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Process Record (Blog)

Trying To Learn How To Dance By Paul Pescador

paulpescador@gmail.com

I remember when I was a child and wanting to take dance classes, but my parents wouldn’t let me. Instead, I was forced into a wide range of intramural sports teams: from soccer to baseball as well as basketball, track and volleyball. I learned at a young age how to be the worst one on a team. I learned what it was like to be the last picked, to sit on the bench, to sit in outfield with my glove on my head and stare into space waiting for the snack break, hoping for those slices of oranges which were neatly wrapped in a plastic bag or gummy fruit snacks, the ones I normally was not allowed to have.

-Are you excited for your game tomorrow!?

-I don't want to go!

-It will be fun!

-I don't want to play.

-Why?

-I don't know if I like baseball...

-But you get to see your friends!

-They aren't my friends! They all hate me! They say I am the worst on the team.

-Well, you're not.

-Yes, I am.

I remember when I finally was allowed to dance I signed up for a tap class. I was very excited to get there. I was maybe 12 or 13, but needed to sign up for a beginning class, only to find I am the oldest, much older, most students were around 6 or 7 years old and I was also the only male. I would stand in class an awkwardly disproportioned teenager still needing to know how to shave my face while hovering over kindergarteners prancing around in pink tutus.

—-

Its 20 years later and I start dancing. It is 10 o’clock at night and I have had a beer. I told myself I wouldn’t be drinking, but I went out and needed something to get through it. They are out of town and I have the house to myself. I stand in my small office again with demonstration videos on how to do ballet. I watch the young girl with her blonde hair in a tight ponytail and black leotard explain how to point toes--so I point my toes. She tells me how to point them forward and backwards and to the side and I repeat. She tells me to bend my knees and I do so, but mine doesn’t look much like hers. She is more graceful and mine is more of an awkward squat. We do it again, and again, and each time I hope that my position becomes closer and that I can tilt and twist and pivot my body in the same manner that she does. It doesn’t look any better, but I keep on trying.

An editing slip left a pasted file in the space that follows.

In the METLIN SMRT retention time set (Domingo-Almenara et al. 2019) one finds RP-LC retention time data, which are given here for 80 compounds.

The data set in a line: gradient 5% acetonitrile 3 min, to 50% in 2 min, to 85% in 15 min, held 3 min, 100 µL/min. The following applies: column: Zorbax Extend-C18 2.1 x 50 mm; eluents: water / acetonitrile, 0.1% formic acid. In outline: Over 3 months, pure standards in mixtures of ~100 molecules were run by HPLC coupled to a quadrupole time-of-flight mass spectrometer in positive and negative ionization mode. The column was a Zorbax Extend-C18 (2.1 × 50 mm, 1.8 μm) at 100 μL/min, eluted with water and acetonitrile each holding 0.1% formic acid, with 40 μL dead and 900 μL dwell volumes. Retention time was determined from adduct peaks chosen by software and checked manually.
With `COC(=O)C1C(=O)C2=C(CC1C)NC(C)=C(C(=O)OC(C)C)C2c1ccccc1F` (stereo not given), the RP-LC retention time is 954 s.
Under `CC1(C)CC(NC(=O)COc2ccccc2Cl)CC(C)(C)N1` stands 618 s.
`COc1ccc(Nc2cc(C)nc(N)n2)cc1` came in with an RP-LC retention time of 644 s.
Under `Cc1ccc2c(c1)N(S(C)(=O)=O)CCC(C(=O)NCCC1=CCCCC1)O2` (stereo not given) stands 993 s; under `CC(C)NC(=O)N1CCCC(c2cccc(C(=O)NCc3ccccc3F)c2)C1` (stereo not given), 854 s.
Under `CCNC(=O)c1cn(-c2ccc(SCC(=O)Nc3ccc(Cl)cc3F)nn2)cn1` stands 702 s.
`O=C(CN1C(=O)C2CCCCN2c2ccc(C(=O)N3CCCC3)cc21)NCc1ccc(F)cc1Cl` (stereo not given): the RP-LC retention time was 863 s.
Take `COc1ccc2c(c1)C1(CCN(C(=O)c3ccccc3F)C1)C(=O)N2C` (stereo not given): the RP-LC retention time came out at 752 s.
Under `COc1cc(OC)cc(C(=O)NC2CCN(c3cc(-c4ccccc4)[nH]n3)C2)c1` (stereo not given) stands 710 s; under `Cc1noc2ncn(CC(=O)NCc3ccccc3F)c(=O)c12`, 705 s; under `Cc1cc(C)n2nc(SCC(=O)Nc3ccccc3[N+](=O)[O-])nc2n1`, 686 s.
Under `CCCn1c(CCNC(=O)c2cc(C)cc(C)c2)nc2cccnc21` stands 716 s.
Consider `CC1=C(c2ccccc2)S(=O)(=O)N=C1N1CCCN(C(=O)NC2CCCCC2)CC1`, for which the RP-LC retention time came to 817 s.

H asks me to send him photos of me shirtless. I causally stand in the mirror; take off my shirt and shoot. He tells me to try a little harder, the lighting isn’t flattering and I could probably take them from a better angle. I don’t know how to respond to that comment, but take them again anyway.

I wake up in the middle of the night and my ankles are sore from the pivots.

The next day I stand in the elevator on the way to work and practice pointing my left foot out to the left and then the right. I practice shifting into fifth position. The elevator is filled with people trying to get to the permit office. They don’t seem to notice my rehearsal.

I stand in the restroom in the large handicap and stretch my back leg using the handicap railing as a balancing bar. I want to feel flexible. I want to get better at this.

For a little while I am not thinking about him.

-- www.paulpescador.com